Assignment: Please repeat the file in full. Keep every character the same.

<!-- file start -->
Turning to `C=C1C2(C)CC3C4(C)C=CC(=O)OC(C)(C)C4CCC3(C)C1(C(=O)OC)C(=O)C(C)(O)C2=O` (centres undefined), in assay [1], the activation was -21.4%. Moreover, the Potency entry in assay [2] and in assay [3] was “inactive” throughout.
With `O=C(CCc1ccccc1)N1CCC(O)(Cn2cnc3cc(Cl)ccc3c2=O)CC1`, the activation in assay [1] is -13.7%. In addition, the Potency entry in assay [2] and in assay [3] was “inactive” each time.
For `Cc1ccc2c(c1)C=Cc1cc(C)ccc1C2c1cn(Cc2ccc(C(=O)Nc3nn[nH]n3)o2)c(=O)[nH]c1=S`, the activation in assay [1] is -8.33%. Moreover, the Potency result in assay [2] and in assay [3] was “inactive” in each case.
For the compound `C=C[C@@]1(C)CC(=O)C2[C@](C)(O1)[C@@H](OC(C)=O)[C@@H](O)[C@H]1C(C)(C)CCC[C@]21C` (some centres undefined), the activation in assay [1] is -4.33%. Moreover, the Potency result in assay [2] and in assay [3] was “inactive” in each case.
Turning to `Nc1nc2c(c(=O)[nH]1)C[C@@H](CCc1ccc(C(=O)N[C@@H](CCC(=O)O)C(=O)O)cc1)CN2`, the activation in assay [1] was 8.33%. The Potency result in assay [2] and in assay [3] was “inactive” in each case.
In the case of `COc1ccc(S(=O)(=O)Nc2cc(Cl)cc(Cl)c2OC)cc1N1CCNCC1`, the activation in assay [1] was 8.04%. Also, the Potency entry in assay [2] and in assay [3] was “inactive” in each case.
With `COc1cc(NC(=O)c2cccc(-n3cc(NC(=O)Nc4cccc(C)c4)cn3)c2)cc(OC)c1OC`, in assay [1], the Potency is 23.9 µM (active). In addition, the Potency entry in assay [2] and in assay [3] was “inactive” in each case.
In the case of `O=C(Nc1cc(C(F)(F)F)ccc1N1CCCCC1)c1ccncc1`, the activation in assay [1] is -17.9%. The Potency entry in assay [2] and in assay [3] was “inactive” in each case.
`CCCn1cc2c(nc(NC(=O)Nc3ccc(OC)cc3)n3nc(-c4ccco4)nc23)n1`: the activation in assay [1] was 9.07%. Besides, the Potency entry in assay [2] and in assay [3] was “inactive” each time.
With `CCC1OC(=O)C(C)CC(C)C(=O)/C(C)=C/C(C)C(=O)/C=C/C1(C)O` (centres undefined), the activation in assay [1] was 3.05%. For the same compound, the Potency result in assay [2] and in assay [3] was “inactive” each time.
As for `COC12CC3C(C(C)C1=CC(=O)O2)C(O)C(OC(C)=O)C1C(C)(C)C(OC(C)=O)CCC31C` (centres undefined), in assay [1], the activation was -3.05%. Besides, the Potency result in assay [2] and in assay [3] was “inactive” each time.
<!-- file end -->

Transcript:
Turning to `C=C1C2(C)CC3C4(C)C=CC(=O)OC(C)(C)C4CCC3(C)C1(C(=O)OC)C(=O)C(C)(O)C2=O` (centres undefined), in assay [1], the activation was -21.4%. Moreover, the Potency entry in assay [2] and in assay [3] was “inactive” throughout.
With `O=C(CCc1ccccc1)N1CCC(O)(Cn2cnc3cc(Cl)ccc3c2=O)CC1`, the activation in assay [1] is -13.7%. In addition, the Potency entry in assay [2] and in assay [3] was “inactive” each time.
For `Cc1ccc2c(c1)C=Cc1cc(C)ccc1C2c1cn(Cc2ccc(C(=O)Nc3nn[nH]n3)o2)c(=O)[nH]c1=S`, the activation in assay [1] is -8.33%. Moreover, the Potency result in assay [2] and in assay [3] was “inactive” in each case.
For the compound `C=C[C@@]1(C)CC(=O)C2[C@](C)(O1)[C@@H](OC(C)=O)[C@@H](O)[C@H]1C(C)(C)CCC[C@]21C` (some centres undefined), the activation in assay [1] is -4.33%. Moreover, the Potency result in assay [2] and in assay [3] was “inactive” in each case.
Turning to `Nc1nc2c(c(=O)[nH]1)C[C@@H](CCc1ccc(C(=O)N[C@@H](CCC(=O)O)C(=O)O)cc1)CN2`, the activation in assay [1] was 8.33%. The Potency result in assay [2] and in assay [3] was “inactive” in each case.
In the case of `COc1ccc(S(=O)(=O)Nc2cc(Cl)cc(Cl)c2OC)cc1N1CCNCC1`, the activation in assay [1] was 8.04%. Also, the Potency entry in assay [2] and in assay [3] was “inactive” in each case.
With `COc1cc(NC(=O)c2cccc(-n3cc(NC(=O)Nc4cccc(C)c4)cn3)c2)cc(OC)c1OC`, in assay [1], the Potency is 23.9 µM (active). In addition, the Potency entry in assay [2] and in assay [3] was “inactive” in each case.
In the case of `O=C(Nc1cc(C(F)(F)F)ccc1N1CCCCC1)c1ccncc1`, the activation in assay [1] is -17.9%. The Potency entry in assay [2] and in assay [3] was “inactive” in each case.
`CCCn1cc2c(nc(NC(=O)Nc3ccc(OC)cc3)n3nc(-c4ccco4)nc23)n1`: the activation in assay [1] was 9.07%. Besides, the Potency entry in assay [2] and in assay [3] was “inactive” each time.
With `CCC1OC(=O)C(C)CC(C)C(=O)/C(C)=C/C(C)C(=O)/C=C/C1(C)O` (centres undefined), the activation in assay [1] was 3.05%. For the same compound, the Potency result in assay [2] and in assay [3] was “inactive” each time.
As for `COC12CC3C(C(C)C1=CC(=O)O2)C(O)C(OC(C)=O)C1C(C)(C)C(OC(C)=O)CCC31C` (centres undefined), in assay [1], the activation was -3.05%. Besides, the Potency result in assay [2] and in assay [3] was “inactive” each time.